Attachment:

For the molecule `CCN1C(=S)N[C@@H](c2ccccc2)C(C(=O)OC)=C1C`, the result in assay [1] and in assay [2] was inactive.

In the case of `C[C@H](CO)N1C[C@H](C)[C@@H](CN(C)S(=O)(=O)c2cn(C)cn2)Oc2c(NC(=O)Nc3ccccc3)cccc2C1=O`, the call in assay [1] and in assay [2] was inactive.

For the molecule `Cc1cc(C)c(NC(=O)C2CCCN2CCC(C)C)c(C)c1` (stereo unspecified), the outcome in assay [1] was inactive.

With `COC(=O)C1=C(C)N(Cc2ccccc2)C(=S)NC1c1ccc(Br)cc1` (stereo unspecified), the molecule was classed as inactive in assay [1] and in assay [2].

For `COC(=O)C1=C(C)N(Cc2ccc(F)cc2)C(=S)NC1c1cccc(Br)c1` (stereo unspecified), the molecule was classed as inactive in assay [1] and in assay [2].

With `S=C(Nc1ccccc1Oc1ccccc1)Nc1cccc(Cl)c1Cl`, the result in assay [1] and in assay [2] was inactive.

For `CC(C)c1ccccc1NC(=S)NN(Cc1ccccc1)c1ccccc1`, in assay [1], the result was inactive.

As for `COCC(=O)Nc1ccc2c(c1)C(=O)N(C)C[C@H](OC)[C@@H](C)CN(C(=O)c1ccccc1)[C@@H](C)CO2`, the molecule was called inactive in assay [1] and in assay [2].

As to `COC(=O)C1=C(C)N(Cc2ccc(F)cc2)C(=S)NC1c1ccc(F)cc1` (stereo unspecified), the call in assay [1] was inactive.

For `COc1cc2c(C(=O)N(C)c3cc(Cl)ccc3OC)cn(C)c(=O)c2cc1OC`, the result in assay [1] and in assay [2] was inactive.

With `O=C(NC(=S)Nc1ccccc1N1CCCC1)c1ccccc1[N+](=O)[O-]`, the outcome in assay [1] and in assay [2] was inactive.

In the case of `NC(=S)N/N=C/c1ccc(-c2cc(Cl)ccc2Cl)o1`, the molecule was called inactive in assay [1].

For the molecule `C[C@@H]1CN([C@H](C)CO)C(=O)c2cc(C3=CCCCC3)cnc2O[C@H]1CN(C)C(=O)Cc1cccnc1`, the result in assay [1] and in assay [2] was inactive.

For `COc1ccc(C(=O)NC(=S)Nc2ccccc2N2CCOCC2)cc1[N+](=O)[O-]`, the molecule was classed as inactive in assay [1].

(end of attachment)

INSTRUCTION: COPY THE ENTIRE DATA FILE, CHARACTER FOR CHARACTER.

For the molecule `CCN1C(=S)N[C@@H](c2ccccc2)C(C(=O)OC)=C1C`, the result in assay [1] and in assay [2] was inactive.

In the case of `C[C@H](CO)N1C[C@H](C)[C@@H](CN(C)S(=O)(=O)c2cn(C)cn2)Oc2c(NC(=O)Nc3ccccc3)cccc2C1=O`, the call in assay [1] and in assay [2] was inactive.

For the molecule `Cc1cc(C)c(NC(=O)C2CCCN2CCC(C)C)c(C)c1` (stereo unspecified), the outcome in assay [1] was inactive.

With `COC(=O)C1=C(C)N(Cc2ccccc2)C(=S)NC1c1ccc(Br)cc1` (stereo unspecified), the molecule was classed as inactive in assay [1] and in assay [2].

For `COC(=O)C1=C(C)N(Cc2ccc(F)cc2)C(=S)NC1c1cccc(Br)c1` (stereo unspecified), the molecule was classed as inactive in assay [1] and in assay [2].

With `S=C(Nc1ccccc1Oc1ccccc1)Nc1cccc(Cl)c1Cl`, the result in assay [1] and in assay [2] was inactive.

For `CC(C)c1ccccc1NC(=S)NN(Cc1ccccc1)c1ccccc1`, in assay [1], the result was inactive.

As for `COCC(=O)Nc1ccc2c(c1)C(=O)N(C)C[C@H](OC)[C@@H](C)CN(C(=O)c1ccccc1)[C@@H](C)CO2`, the molecule was called inactive in assay [1] and in assay [2].

As to `COC(=O)C1=C(C)N(Cc2ccc(F)cc2)C(=S)NC1c1ccc(F)cc1` (stereo unspecified), the call in assay [1] was inactive.

For `COc1cc2c(C(=O)N(C)c3cc(Cl)ccc3OC)cn(C)c(=O)c2cc1OC`, the result in assay [1] and in assay [2] was inactive.

With `O=C(NC(=S)Nc1ccccc1N1CCCC1)c1ccccc1[N+](=O)[O-]`, the outcome in assay [1] and in assay [2] was inactive.

In the case of `NC(=S)N/N=C/c1ccc(-c2cc(Cl)ccc2Cl)o1`, the molecule was called inactive in assay [1].

For the molecule `C[C@@H]1CN([C@H](C)CO)C(=O)c2cc(C3=CCCCC3)cnc2O[C@H]1CN(C)C(=O)Cc1cccnc1`, the result in assay [1] and in assay [2] was inactive.

For `COc1ccc(C(=O)NC(=S)Nc2ccccc2N2CCOCC2)cc1[N+](=O)[O-]`, the molecule was classed as inactive in assay [1].